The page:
On the first anniversary of 9/11, I knew just how Americans should mark the occasion.
"Hang ten. Hang it up. Hang out. Paint a portrait. Paint the town. Watch your weight. Let it be. Say hey. Strike back. Roll a strike. Spare a dime. Rock the boat. Do time. Take a shot. Do your best. Give back. Give a damn. Turn a cheek. Heal the sick. Feed the poor. Hold hands. Make love. Love life. Hug kids. Wave flags. Play taps. Pledge allegiance. Light a candle. Never forget," I said.
"And through these ordinary acts of American life, show the bastards they failed."
Now, it's the fifth anniversary of 9/11. And in the sense that most of us still go about such ordinary acts of American life, I suppose the bastards did fail.
But in a larger sense, they have divided us against one another, driven us deeper into national debt, shifted our funding from other priorities, lured us into the quagmires of Iraq and Afghanistan, distracted us from potentially greater threats in Iran and North Korea and, worst of all, led our government to limit our freedoms in the name of protecting them.
In the sense that we've allowed ourselves to respond in these ways, with the net result that we feel less free and less safe today than we did five years ago, then maybe the bastards succeeded after all.
Here's my concern on 9/11/06.
On Sept. 2, al-Qaeda's deputy leader Ayman al-Zawahiri appeared in a 41-minute video that also featured a man identified as Adam Yehiye Gadahn, an alleged American member of al-Qaeda. Both invited Americans and the West to convert to Islam.
"To the American people and the people of the West in general ... God sent his Prophet Muhammad with guidance and the religion of truth ... and sent him as a herald," al-Zawahiri said.
Gadahn, a 28-year-old California native who's wanted by the FBI, said he hoped to correct the incorrect image Americans have of Islam.
Gadahn described the West as "the civilization which enslaved Africa, slaughtered native Americans, fired bombs at ... Tokyo and Fallujah, and nuked Hiroshima and Nagasaki."
Gadahn also said no Muslim should "shed tears" for Westerners killed by al-Qaeda attacks.
In other words, the al-Qaeda spokesmen said their way is the right way and the moral way and any world citizen would be wrong and unfaithful to question that approach.
Two days earlier, U.S. Secretary of Defense Donald Rumsfeld had made a speech to the American Legion at its national convention in Salt Lake City.
He compared critics of the Bush administration's war on terror to Nazi "appeasers" of 1939.
He accused them of spreading "distortions and myths."
He asked "Can we really afford to return to the destructive view that America, not the enemy, but America, is the source of the world's troubles?"
And he said that those Americans showing any "moral or intellectual confusion about who or what is right or wrong weaken the ability of free societies to persevere."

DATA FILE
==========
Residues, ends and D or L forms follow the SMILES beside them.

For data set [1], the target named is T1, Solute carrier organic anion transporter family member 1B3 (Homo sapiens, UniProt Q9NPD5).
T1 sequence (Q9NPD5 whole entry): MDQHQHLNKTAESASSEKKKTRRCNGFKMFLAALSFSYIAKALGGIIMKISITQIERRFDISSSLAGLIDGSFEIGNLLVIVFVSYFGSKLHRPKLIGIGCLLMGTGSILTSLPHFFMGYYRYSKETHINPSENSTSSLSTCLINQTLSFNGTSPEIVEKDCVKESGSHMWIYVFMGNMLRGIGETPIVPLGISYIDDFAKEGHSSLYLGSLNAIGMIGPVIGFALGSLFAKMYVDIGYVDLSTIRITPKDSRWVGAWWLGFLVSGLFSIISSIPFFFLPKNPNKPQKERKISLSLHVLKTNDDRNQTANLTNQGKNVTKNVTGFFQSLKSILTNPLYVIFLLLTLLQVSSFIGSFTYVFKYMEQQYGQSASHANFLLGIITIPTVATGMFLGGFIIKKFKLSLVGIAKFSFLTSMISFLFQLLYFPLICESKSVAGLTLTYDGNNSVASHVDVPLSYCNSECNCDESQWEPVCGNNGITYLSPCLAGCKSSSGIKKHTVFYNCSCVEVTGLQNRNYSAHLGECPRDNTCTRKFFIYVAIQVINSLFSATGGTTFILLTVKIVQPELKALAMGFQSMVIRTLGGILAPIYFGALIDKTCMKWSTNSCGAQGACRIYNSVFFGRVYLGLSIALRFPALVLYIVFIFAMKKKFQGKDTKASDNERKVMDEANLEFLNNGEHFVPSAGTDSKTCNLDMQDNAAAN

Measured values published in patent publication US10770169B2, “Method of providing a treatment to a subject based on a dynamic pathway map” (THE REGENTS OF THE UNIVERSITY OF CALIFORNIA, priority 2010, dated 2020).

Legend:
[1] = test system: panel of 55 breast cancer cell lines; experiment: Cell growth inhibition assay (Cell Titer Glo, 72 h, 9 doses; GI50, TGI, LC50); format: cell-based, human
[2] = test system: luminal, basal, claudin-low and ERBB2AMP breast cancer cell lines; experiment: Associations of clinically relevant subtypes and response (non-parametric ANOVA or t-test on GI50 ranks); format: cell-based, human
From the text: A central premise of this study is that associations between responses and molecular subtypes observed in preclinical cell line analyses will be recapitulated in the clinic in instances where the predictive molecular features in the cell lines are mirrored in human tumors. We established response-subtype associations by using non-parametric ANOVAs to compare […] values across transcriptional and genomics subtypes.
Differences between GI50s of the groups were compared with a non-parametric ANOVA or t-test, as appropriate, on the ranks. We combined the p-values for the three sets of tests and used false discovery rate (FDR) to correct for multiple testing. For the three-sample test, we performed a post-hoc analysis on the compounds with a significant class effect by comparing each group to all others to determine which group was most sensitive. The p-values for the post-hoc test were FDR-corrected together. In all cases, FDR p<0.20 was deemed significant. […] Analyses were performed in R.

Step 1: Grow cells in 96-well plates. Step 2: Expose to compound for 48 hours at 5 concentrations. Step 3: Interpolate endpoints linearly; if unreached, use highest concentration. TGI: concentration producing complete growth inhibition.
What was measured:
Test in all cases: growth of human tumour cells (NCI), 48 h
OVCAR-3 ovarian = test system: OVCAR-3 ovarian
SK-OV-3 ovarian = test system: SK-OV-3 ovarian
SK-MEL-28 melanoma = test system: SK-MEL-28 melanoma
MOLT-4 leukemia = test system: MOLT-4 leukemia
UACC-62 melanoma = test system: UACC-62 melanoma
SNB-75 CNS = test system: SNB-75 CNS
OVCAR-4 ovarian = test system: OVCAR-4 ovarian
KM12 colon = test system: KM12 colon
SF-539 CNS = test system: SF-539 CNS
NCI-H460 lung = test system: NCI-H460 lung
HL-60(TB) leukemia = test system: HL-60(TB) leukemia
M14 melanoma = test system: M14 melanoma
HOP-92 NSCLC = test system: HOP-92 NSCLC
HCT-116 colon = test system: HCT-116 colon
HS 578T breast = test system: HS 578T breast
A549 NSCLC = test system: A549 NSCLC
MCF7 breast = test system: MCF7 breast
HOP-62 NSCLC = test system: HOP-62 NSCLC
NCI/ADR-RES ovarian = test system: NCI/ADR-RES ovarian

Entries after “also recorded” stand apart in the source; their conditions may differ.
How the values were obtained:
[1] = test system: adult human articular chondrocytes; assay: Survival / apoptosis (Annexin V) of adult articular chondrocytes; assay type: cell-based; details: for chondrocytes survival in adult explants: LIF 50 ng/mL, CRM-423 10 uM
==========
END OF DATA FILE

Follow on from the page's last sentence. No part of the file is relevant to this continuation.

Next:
In other words, Rumsfeld said, the administration's way is the right way and the intelligent way and any American citizen would be stupid, immoral and unpatriotic to question that approach.
But aren't such arrogant absolutes the very basis of our qualm about al-Qaeda, the Taliban and all the other radical regimes?
And aren't our arrogant absolutes the very basis of their qualm about us?
And if both sides are still pounding their chests and saying, "We're willing to die and kill to impose our way on your way" have we really gotten anywhere at all? And can we?
Of gravest concern, though, is not what we say or do to the enemy, or what the enemy says or does to us, but what we as Americans have let happen to ourselves.
On 9/11/01, we stood united as a people. Our leaders spoke respectfully of us and for us. And much of the world stood with us in empathy.
But that solidarity was squandered. And our leaders, foremost Mr. Rumsfeld, have spoken ill of us and for us. And much of the world has lost respect.
Had we lost money after 9/11-to rebuild lives and economies, to reinforce our defenses, to seek out the perpetrators and bring them to justice-I would have been happy to invest.
Had we lost faith after 9/11 (What kind and benevolent God would send innocents to their deaths in such raging infernos, after all?), I would have been quick to understand.
But because we've lost, instead, our values, via pols who chastise our intellect and mock our morality for even daring to question their omniscience, I find myself five years after 9/11 mightily discontented with those who lead us and wondering aloud whether we'll ever again let freedom ring.
Hetrick is president and CEO of Hetrick Communications Inc., an Indianapolis-based public relations and marketing communications firm. His column appears weekly. To comment on this column, go to IBJ Forum at www.ibj.comor send e-mail to firstname.lastname@example.org.